The food guide pyramid plays an important role in the health education of the majority of people in the United States. It is meant to guide the general healthy public in how to eat healthy to stay healthy. It includes a wide variety of foods to provide a healthy range of nutrients that are needed daily. The food guide pyramid is an excellent way to educate the public on how to eat healthy. The new food guide pyramid also includes exercise. This is a way to universally educate people. The food guide pyramid is not a way to cure anything or solve any immediate problems; it is guidelines that help people to understand what they should be eating. The food guide pyramid is meant for people without special health circumstances ages 2 and up. It is a way to promote variety in a diet and to help people understand what is good for them. The food guide pyramid includes foods that do not promote chronic diseases. Foods that cause chronic diseases are avoided in the food guide pyramid. As more research is done the food guide pyramid progresses with it. The dietary guidelines are updated every 5 years; these are what provide all of the information for the food guide pyramid. From the first food guide pyramid, it has improved greatly with the research that has been done. It definitely progresses along with the most up to date information that is available. This is what is best for the public (Carole Davis). The food guide pyramid today is wisely known in the United States and is taught in school as guidelines for healthy eating, and healthy lifestyle. The first guidelines for a healthy diet were published in the USDA's Framers Bulletin in 1894. W.O. Atwater was the primary researcher in this subject and had written these guidelines. The first guidelines suggested that the diets for American males consisted of protein, carbohydrate, fats, and "mineral matter". Atwater also talked of overeating being evil. (Davis and Saltos, 1999). This is interesting because today, this is what professionals say should be avoided. The first food guide for children "Food for Young Children" came out in 1916 from the USDA. This guide included five food groups, milk and meat, cereals, vegetables, and fruits, fats and fatty foods, and sugars and sugary food. (Davis and Saltos, 1999) Then there was a guide published in 1917 for the general public instead of just for young children using the same basis as the guide published in 1916. This guide was modified in 1923 to accommodate families with more or less people in them. The first Recommended Dietary Allowances (RDA's) were developed in 1941. These made recommendations of specific intakes for calories, Vitamins A and D, thiamin, riboflavin, niacin, and ascorbic acid. Nutrition education for the public was also and important subject that was brought up. (Davis and Saltos, 1999) In 1943 the Basic Seven food guide was published in the USDA, and was revised in 1946. This talked about a diet that would accommodate the basic RDA's but did not have enough calories. (Davis and Saltos, 1999) In 1956 there was more research being done on foods and their relation to chronic diseases. Fat, saturated fat, cholesterol, and sodium were especially looked at. In 1977 the "Dietary Goals for the United States" focused on avoiding the nutrients that were found to cause these chronic diseases. (Davis and Saltos, 1999) These diseases which will include the raises cholesterol levels in the blood. High cholesterol levels, in turn, are associated with a high risk of coronary heat disease (heart attack and other ailments caused by the blockage of the arteries to the heart). In 1979 there were publications out on what fats, sugars, and sodium can do in relation to chronic diseases. This changed the food groups to the "basic four" plus a fifth group that includes fats, sweets, and alcoholic beverages, which says they should be eaten in moderation. "The first edition of the Dietary Guidelines by the USDA focused on the total diet rather...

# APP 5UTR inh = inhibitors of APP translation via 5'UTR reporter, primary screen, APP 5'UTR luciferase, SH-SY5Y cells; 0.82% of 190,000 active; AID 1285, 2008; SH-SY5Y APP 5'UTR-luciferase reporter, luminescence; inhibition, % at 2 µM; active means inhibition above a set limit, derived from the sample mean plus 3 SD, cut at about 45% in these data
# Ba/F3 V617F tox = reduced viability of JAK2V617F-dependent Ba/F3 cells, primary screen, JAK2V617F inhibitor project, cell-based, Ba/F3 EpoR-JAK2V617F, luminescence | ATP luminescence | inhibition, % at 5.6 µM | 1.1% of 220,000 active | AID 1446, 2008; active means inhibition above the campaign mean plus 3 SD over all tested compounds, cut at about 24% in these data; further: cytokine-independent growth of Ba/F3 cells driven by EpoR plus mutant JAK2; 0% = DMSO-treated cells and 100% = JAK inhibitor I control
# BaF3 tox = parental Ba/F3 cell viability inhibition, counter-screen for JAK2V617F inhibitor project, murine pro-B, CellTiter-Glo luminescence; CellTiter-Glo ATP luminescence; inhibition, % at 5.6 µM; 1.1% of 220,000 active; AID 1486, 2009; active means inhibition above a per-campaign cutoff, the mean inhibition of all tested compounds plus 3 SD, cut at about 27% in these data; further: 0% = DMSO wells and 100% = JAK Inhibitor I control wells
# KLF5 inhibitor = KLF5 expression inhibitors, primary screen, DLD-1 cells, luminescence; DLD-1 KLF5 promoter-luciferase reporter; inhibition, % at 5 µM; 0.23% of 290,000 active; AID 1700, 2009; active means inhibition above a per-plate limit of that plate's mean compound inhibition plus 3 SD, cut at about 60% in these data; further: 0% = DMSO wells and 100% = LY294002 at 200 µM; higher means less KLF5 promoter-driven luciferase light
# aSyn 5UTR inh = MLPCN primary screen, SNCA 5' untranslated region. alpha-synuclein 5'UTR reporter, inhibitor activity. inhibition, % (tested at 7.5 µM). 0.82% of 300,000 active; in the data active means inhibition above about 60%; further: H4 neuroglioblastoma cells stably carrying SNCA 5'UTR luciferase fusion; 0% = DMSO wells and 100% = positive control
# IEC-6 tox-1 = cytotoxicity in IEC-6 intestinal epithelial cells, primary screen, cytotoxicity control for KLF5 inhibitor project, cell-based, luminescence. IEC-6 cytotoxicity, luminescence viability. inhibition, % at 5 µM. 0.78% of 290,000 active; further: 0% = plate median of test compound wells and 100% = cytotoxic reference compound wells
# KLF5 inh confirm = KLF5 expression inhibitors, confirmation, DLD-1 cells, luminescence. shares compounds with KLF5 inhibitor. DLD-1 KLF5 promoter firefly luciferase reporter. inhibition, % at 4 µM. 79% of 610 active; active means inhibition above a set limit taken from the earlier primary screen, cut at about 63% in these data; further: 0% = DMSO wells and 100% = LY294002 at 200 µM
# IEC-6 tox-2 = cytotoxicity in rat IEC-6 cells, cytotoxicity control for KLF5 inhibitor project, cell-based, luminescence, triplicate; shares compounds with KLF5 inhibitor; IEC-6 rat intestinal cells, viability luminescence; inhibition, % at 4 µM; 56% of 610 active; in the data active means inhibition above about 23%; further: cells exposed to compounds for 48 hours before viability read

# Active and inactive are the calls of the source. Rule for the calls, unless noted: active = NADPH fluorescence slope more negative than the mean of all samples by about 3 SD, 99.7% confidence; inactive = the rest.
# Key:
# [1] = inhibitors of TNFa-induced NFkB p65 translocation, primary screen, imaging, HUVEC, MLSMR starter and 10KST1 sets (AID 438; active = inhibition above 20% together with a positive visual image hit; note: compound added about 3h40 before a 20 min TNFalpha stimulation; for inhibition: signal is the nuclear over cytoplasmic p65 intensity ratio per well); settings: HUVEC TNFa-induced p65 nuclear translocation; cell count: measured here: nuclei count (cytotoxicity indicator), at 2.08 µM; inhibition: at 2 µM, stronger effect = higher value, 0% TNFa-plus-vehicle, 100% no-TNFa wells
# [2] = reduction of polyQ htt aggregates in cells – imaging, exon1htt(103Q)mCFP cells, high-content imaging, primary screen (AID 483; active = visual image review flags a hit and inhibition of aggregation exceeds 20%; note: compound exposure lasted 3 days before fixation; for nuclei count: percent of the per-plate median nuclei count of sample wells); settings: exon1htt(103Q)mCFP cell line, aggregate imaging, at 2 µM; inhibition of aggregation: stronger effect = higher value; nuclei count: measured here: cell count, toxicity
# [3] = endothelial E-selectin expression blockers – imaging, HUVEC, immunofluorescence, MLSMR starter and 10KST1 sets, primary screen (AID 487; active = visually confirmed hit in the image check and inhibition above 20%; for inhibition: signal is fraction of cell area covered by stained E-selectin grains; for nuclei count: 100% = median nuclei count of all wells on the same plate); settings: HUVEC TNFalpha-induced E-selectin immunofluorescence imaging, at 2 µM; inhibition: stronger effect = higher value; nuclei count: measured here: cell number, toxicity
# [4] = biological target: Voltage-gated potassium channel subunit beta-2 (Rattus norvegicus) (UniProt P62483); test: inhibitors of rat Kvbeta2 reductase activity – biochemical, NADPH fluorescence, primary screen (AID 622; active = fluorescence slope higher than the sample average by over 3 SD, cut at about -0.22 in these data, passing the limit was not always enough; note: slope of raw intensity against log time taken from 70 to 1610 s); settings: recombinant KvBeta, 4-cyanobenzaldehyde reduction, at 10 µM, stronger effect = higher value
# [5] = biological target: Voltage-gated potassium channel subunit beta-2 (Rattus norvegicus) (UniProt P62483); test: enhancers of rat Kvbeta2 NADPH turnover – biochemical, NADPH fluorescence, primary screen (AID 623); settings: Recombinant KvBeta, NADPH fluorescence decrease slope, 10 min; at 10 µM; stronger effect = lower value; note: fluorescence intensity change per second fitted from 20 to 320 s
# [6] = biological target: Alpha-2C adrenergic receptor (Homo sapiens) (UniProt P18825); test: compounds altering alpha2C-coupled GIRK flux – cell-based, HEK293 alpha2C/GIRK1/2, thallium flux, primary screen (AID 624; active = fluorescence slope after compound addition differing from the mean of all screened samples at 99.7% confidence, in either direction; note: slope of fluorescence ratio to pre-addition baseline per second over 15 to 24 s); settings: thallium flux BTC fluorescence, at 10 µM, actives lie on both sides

Cited: Rachels, James. © 2003 The Elements of Moral Philosophy McGraw Hill pgs. 76-84, 174
Carole Davis and Etta Saltos, Dietary Recommendations and How They Have Changed Over Time, 1999, from Recommendations Over Time • AIB-750 USDA
Ellis, Lisa. Healthy Lifestyle Nutrition. www.HLN.com
USDA 's new Food Guide Pyramid shockingly removes recommendation that people should limit consumption of added sugars, www.NewsTarget.com
Adams, Mike. Corruption exposed: drug companies gave grants, consulting fees to panelists who issued new cholesterol guidelines that are driving demand for statins. Posted Jul 15, 2004 PT by the Health Ranger, www.NewsTarget.com
Barnard, Neil M.D., Racial Bias in Food Guidelines, Magazine: Physician committee for responsible medicine. Autumn 1997. Volume VI, number 4.
Eure, Marian. New Food Pyramid. www.health.about.com
Please join StudyMode to read the full document